Most freelancers make the same rookie mistakes that result in getting paid way too little for your valuable work. Learn how to avoid them, charge higher rates, and make more money freelancing this year.

Freelancing is a viable option for starting a side hustle. Once you figure out how to make more money freelancing it could even turn into a full-time gig; it did for me!

Unfortunately, many people get into freelancing and are given a lot of really bad advice about how to make more money.

In an effort to help you boost your freelancing income this year, and to help you avoid the mistakes I made, here’s how you can make more money freelancing in the coming year.

Specialize in something

If you want to make more money freelancing, you’re going to have to drop the jack of all trades bit and narrow down your niche.

Once I started focusing on career-and money-related writing and only looked for those kinds of clients, I began to make more money freelancing.

I’ve closed writing deals in an hour because my writing brand has become known for career, entrepreneurship, money, and lifestyle design. If I find something outside of those categories, I don’t even bother.

This may seem like you’re limiting yourself, but it’s actually strategic. Clients pay more for experts and specialists. This is true in the corporate world and it’s true when you’re freelancing.

Don’t quote potential clients off the bat

I’ve experimented with a lot of different ways to make more money freelancing. Here’s one of my favorite secrets: If a prospect does not ask me for my rates right away, I don’t tell them.

In fact, sometimes I put the ball in their court just to feel them out. There have been instances where I’ve been surprised by clients who wanted to pay me three times what I would have quoted!

And by the way, if a prospect gets back to me with a low ball number, I know pretty quickly not to continue wasting my time.

Get smart about job boards

Back in 2010 – 10 years ago now – I tried every giant freelance marketplace board there was. The end result was that people wanted to pay me poverty rates for my work.

At the time I thought $4 for a 500-word article was normal. After all, we all hear things like “you have to work your way up” and “you take what you can get in the beginning.” Furthermore, we’ve been told our entire lives that arts like writing don’t make any money, so when we see low rates at the beginning of our journey we assume it’s okay.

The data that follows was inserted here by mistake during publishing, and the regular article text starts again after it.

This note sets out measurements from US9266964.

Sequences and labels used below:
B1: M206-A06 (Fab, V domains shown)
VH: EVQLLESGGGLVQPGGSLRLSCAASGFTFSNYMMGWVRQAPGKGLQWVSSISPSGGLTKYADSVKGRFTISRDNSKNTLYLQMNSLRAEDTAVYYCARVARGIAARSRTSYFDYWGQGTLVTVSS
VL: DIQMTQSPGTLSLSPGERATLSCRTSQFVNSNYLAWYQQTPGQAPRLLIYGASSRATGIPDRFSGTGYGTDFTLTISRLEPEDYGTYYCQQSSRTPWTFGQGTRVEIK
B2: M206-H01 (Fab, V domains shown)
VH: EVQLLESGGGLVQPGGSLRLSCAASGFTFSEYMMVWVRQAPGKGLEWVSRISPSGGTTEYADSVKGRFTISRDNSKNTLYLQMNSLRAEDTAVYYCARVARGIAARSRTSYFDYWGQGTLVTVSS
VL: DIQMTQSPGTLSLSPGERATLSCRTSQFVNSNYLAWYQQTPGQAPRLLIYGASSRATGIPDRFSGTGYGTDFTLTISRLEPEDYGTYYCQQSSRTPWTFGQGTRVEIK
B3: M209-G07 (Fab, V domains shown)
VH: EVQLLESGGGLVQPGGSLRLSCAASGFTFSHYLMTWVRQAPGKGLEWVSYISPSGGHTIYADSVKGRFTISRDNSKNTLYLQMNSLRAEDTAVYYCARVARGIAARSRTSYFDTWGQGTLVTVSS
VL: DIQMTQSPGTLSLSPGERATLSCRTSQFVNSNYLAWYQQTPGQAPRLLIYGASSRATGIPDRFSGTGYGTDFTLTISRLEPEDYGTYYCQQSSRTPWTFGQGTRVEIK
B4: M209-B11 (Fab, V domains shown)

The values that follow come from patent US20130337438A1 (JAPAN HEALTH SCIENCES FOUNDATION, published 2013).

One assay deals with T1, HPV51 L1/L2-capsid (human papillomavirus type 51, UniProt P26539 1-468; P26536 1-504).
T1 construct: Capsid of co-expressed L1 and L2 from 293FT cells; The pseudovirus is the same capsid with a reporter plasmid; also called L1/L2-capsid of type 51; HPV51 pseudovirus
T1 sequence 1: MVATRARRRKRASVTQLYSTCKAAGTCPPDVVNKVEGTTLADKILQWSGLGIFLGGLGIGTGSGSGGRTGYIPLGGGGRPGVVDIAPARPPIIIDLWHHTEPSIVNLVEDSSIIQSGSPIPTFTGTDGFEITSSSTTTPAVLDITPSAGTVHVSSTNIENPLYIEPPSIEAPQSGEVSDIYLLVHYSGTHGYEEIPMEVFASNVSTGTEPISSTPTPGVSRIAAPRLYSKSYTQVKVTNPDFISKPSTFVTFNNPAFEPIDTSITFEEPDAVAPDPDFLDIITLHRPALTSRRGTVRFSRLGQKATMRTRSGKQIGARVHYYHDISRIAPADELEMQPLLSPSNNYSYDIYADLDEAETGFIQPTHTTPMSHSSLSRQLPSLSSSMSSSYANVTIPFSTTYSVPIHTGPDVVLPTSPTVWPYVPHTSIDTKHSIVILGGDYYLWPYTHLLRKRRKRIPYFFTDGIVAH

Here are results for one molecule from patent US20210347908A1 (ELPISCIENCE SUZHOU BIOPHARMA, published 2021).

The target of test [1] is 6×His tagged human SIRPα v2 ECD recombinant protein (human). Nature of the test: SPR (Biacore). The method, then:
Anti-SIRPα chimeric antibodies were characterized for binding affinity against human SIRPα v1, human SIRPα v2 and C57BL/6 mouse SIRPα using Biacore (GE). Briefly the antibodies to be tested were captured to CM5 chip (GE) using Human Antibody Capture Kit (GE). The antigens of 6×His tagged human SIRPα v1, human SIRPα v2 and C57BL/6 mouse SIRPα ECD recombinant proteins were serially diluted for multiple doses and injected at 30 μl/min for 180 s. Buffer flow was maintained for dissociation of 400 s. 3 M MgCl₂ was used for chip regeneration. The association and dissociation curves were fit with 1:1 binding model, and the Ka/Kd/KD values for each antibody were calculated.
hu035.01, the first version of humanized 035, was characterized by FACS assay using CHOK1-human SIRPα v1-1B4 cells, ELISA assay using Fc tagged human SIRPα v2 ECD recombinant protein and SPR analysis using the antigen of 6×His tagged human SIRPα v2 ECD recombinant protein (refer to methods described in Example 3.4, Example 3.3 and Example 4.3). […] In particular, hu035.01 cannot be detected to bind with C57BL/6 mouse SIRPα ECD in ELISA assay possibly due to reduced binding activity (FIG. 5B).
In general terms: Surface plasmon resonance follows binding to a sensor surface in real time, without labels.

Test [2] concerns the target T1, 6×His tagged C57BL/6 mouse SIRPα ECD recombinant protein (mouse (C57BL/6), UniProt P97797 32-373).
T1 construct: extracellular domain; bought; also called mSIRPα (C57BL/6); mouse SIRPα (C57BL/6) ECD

Again, this goes back to valuing ourselves. If we don’t value our work no one else will. Want to make more money freelancing? Stand up for your value each and every day.

As a side note, this isn’t to say that all writing job boards are bad. In fact, some are actually pretty good if you know where to look. For instance, I’ve gotten awesome writing deals from job boards like ProBlogger, The Freelance Writer’s Den, and FreelanceWriting.com’s Morning Coffee Newsletter. You can also use services like IFTTT to send you freelance gigs from job boards. There are some great new online marketplaces—like Fiverr—that allow you to offer your services worldwide. And don’t let the name fool you—people will pay much more than $5 if you can offer them quality services in return.

So in reality, this warning should read that not all job boards are created equal and to stop wasting time on the ones that pay peanuts. 

Summary

If you’re serious about your side hustle objectives and want to make more money freelancing this year, create an action plan to:

  1. Refine your niche. You can’t specialize enough. The more you do, the more you can charge for your work.
  2. Raise your rates. Stop quoting low rates because you’re afraid the client will say no. Always negotiate.
  3. Look beyond job boards. They may be necessary to get your first few gigs, but tapping your network—along with referrals and repeat customers, will always pay more.

Read more:

About the author

Total Articles: 9
Amanda Abella is a business coach to millennial entrepreneurs and the author of the Amazon bestselling book Make Money Your Honey.

Article comments

We invite readers to respond with questions or comments. Comments may be held for moderation and will be published according to our comment policy. Comments are the opinions of their authors; they do not represent the views or opinions of Money Under 30. Comments have not been reviewed or approved by any advertiser, nor are they reviewed, approved, or endorsed by our partners. It is not our partner’s responsibility to ensure all posts or questions are answered.
3 comments
A.Makarfi says:

Nice post. Specialising in a freelance writing niche is definitely the best advice out there. It makes you look like an expert.

Joseph Hogue says:

Great tips! I absolutely agree, the more you specialize, the more value you get. When it comes to raising rates, clients will appreciate having a heads up. Be open. Clients you already have recognize the quality of your work, so they won’t really mind paying more, just let them understand why.

Great advice, thank you! I’ve found the same thing with refining my niche and specializing–it’s tempting to try and focus on/be an expert in everything, but it’s not tenable. You’re spot on that it’s much better to identify your true strengths and promote yourself in that discipline.